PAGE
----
|CD Cover||CD Back||CD Alternative Back|
|CD Booklet Pages 2 & 7||CD Booklet Pages 3 & 6|
|CD Booklet Pages 4 & 5||CD Inlay|
|CD 1 Full Face Label||CD 2 Full Face Label|
|CD 1 Label||CD 2 Label|
Farewell To Madrid
October 10th, 2003
Sala Macumba, Madrid, Spain
|Andrew Latimer||Guitars, Flute & Vocals|
|Colin Bass||Bass Guitar, Acoustic Guitar & Vocals|
|Denis Clement||Drums & Percussion|
Andrew Latimer, the longest surviving member of the band Camel, has suffered from a blood disorder called polycythemia vera since 1992. This condition causes the bone marrow to over-produce red blood cells, causing the blood to thicken. Despite therapeutic phlebotomy, the condition progressed and he developed myelofibrosis, a state in which the normal bone marrow that produces the different types of blood cells is replaced by fibrous, inert tissue. With progressively less blood production, weakness and fatigue set in. By 2003, Andy Latimer knew that his touring days were close to the end and this is the reason for naming that year's tour, the Farewell Tour.
Below are excerpts from an interview Andrew Latimer gave on October 19th, 2003, just nine days after this Madrid show. He was in Rotterdam, Holland and was speaking to Clemens Steenweg…..
CS: How would you describe the music of Camel?
AL: It's just, you know, emotional music really, I think. I don't think it is progressive, you know, we've been doing the same thing for 30 years so that's not very progressive ha ha!! It's the outside world that wants to put some little tag to it, a label. It's not the musicians, what we are doing is kinda playing the music that we like and exploring new avenues as we go. If you want it to call it Progressive Rock that would be okay by me, but I mean it wouldn't be a term that I would use.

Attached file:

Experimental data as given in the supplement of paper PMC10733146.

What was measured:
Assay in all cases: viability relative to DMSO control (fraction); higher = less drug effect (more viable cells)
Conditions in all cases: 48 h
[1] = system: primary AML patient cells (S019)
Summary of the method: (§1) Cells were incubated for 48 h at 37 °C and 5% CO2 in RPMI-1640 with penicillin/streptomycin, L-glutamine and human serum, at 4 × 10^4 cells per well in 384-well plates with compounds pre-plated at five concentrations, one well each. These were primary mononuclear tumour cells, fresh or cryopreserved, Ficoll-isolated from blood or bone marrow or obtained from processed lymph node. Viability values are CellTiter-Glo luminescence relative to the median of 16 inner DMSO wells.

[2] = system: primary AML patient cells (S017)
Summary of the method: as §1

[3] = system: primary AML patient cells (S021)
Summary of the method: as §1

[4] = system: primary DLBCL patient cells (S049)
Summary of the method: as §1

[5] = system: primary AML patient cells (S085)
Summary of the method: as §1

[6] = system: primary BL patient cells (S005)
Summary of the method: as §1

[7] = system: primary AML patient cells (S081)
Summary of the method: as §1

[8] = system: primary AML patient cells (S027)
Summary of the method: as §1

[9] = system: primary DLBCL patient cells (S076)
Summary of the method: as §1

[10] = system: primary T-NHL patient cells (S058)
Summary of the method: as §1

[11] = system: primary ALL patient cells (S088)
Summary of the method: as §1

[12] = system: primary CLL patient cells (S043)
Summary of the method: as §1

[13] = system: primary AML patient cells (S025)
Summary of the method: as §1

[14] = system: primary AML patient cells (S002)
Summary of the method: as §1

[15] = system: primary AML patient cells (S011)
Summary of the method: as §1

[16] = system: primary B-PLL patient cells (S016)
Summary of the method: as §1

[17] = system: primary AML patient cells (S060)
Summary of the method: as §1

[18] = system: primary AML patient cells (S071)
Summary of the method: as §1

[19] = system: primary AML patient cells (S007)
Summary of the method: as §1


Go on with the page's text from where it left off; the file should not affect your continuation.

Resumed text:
CS: Of all Camel albums is there one or are there more favorite or special to you?
AL: Quite a few are special I think for me: I like "Dust And Dreams" because it was our first venture into the independent record world, and then "Harbour Of Tears" became my favorite because of my father. So I've got sort of quite a few different favorites I suppose: "Snowgoose" was quite an important album for the band, "Moonmadness" I like because of the sound that it has, there's a certain sound and feel. I would probably say "Harbour Of Tears" would be my favorite which has something to do with my dad.
CS Is this really The Farewell Tour?
AL: Yes, maybe it is meant to be our last tour, and I think it will be, but you can never say never, you know, so I don't know.
CS: How was it to be reunited with Ton Scherpenzeel, the keyboardist for this tour?
AL: Wonderful! It's been really quite a joy, 'cause Ton is so funny. And his playing is very structured and very solid. We've kept in touch through the years, and the only reason we stopped working was he wouldn't fly, which made life very difficult, especially when we were touring and going to Japan. So I think now it seems very logical to me that he's doing the last tour and we've had a Dutch crew up to today, it's been incredibly funny. They're very dry, very interested people and we were sort of learning from each other, and starting to accept each other…..we all got sick together down in Spain. We were very ill, 7 of us were sick, and that kinda bonded us in a strange way, but they were great!
CS: Has this Farewell Tour been what you expected?